Croatia ultimately won its second-straight spot kick duel to progress to the semis. It was a well-earned result given the grinding nature of their performance. When you combine aerials won and successful dribbles, Croatia outgained Russia 72-35. Modric himself dribbled past an opposing defender eight times, accounting for nearly 35 percent of his team’s total. He also tallied four of Croatia’s 12 key passes.

Tired Legs? What Tired Legs

The indefatigable nature of this Croatian World Cup run certainly got put to the test in the semifinals. Heading into their clash with England, an oft-cited narrative surrounded the potential for heavy legs given the 240 minutes of knockout round action combined with the mental drain of two penalty shootouts. You couldn’t help but worry about that early on when Modric plowed through Dele Alli at the top of the box. It led to Kieran Trippier opening the scoring in the fifth minute with a “bend it like Beckham” kind of set-piece strike.

One-man teams, by and large, don’t win World Cups. For all the talk of Modric as a Golden Ball front-runner and even a Ballon d’Or candidate, he can’t do it himself. History has proven this. 17 of the 20 World Cup winners finished no worse than third when it comes to the number of players on their respective team who registered at least one goal in that particular tournament. Croatia now has eight which is tied for the best in Russia. And two figures stepped up to the plate against England.

The first was Perisic who redirected a well-flighted Sime Vrsaljko cross past Jordan Pickford midway through the second half to equalize. Just a few minutes after that, he nearly had another. But for the second time in as many games, the iron proved unkind with his 72nd minute shot hitting the right post. Fortunately for Croatia, neither that nor the fact they went to extra time for the third straight game mattered. For in the 109th minute, Perisic solidified man of the match honors by outdueling Trippier and dropping a dime to Mario Mandzukic who put the “cardiac Croats” up for good.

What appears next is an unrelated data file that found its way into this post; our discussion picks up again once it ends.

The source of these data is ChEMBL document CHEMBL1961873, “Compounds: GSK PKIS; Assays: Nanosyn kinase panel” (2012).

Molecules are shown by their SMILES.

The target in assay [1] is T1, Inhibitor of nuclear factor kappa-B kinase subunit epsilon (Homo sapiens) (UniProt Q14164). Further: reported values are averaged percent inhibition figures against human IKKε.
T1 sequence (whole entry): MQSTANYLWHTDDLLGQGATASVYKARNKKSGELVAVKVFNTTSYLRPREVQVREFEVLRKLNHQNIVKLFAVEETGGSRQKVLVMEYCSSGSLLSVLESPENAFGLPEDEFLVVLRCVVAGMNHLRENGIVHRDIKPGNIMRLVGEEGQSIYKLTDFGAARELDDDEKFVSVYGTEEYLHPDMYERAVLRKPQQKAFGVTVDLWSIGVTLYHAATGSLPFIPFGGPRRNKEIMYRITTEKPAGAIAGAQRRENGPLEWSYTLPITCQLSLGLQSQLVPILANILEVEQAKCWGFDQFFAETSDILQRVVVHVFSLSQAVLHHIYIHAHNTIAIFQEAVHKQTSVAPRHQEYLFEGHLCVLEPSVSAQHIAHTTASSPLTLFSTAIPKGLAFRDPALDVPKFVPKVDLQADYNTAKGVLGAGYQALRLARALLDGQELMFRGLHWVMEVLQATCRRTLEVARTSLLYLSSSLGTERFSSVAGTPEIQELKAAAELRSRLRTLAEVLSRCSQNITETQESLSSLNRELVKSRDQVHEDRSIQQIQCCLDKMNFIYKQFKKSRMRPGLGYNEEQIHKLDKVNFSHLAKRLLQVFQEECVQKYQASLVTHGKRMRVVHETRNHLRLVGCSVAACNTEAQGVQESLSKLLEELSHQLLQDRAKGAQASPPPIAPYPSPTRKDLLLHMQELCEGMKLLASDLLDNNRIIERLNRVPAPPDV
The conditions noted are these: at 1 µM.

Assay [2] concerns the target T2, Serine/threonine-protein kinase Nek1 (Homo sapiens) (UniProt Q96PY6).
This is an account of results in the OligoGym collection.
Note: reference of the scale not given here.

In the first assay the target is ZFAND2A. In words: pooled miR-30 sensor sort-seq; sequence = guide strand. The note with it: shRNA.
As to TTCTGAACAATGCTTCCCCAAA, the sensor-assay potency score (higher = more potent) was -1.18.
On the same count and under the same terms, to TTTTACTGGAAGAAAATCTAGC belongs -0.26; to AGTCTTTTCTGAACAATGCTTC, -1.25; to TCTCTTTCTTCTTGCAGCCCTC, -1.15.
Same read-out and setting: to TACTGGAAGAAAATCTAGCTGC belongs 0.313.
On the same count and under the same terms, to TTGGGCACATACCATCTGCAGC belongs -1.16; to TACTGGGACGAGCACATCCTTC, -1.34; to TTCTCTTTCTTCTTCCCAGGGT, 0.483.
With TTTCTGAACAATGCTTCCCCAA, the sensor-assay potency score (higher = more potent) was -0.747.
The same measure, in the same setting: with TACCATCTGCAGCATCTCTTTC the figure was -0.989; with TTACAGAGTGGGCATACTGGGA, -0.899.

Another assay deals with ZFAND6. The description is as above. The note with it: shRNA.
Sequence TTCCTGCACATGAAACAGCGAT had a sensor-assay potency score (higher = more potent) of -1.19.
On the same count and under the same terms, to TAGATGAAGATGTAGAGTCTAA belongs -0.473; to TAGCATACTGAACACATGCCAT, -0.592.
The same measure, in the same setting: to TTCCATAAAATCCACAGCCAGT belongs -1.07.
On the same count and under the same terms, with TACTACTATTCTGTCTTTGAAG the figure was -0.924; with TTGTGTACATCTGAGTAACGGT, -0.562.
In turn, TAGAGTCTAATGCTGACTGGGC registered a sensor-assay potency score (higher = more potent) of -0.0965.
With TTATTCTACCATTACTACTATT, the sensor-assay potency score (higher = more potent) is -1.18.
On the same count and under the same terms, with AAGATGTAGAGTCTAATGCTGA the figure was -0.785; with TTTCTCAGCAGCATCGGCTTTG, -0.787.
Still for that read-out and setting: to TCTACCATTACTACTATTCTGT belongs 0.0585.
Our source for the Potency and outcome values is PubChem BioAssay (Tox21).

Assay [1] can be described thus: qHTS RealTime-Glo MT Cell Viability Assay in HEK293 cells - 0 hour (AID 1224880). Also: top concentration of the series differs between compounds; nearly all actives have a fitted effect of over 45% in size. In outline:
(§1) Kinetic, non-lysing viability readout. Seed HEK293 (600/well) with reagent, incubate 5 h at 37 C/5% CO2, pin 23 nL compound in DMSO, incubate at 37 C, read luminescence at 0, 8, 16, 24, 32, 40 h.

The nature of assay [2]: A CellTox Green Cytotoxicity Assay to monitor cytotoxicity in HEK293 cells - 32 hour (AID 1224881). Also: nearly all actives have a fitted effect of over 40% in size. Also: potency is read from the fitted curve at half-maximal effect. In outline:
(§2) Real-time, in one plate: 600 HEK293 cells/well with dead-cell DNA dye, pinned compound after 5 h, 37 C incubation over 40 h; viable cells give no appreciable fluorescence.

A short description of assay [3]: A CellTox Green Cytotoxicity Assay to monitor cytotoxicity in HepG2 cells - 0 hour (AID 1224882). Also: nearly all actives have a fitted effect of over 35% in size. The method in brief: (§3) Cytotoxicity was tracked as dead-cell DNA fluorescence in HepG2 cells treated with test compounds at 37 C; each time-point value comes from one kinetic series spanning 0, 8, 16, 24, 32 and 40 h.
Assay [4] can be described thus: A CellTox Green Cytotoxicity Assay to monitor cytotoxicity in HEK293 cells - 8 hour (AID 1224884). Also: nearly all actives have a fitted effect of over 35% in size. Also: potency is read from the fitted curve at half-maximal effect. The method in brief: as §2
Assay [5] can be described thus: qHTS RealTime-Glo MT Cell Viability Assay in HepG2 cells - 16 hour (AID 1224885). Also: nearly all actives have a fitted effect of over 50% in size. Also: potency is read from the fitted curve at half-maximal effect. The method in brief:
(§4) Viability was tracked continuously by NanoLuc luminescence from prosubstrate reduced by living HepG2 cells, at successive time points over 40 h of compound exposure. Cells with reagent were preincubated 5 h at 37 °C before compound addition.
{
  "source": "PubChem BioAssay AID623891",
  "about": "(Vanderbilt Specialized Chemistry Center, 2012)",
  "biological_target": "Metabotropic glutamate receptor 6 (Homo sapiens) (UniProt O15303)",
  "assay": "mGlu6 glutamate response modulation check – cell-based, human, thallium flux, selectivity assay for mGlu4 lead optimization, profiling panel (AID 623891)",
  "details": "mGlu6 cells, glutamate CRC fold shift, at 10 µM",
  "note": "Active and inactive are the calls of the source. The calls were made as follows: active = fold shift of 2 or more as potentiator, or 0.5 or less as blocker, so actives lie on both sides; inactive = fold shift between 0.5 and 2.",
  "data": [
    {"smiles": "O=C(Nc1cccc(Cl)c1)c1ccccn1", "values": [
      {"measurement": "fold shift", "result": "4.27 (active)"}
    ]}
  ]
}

The Task at Hand

Modric’s post-game comments in the aftermath of Croatia’s semifinal triumph indicate that his team used the idea they were going to wilt against England due to fatigue as motivation. Be that as it may, such sentiment isn’t going to subside heading into Sunday’s final. Given that all three of their games needed more than regulation, Croatia essentially has an entire extra match in their legs relative to France. Of those who’ve appeared in at least four matches, Croatia players are averaging 527.7 minutes while French players in the same category have logged 476.9.

That’s a harrowing prospect against a French outfit boasting quite a few players renowned for their fitness. Look no further than N’Golo Kante. The 27-year-old is the modern incarnation of the “Claude Makelele role” for Les Bleus. His ability to cover prodigious amounts of ground, win the ball and distribute it into favorable pockets of space is as good as any player in the world. Needless to say, he and Paul Pogba vs Modric and Rakitic are among the more intriguing storylines heading into Sunday’s winner-take-all-clash.

On paper, the advantage appears to go to France. The betting lines certainly tout them as favorites with Croatia as much as a 4/1 underdog at some sportsbooks. A confluence of the mileage on Croatia’s legs combined with a perceived talent edge in France’s direction is likely a contributing factor. But sports aren’t played on paper. If they were, Croatia wouldn’t be one win away from world football’s ultimate achievement.

In the NBA and NHL, you often hear the phrase “game seven: the two best words in sports.” That’s especially true when the Larry O’Brien Trophy or Stanley Cup is on the line. It’s a mantra that speaks to an ultimate showdown the finality of which is championship ecstasy. For France and Croatia, this is game seven. And the latter’s ability to survive and advance in the World Cup’s win or go home stage projects a palpable sense of serendipitous fortune which hints that a “miracle in Moscow” is on the horizon.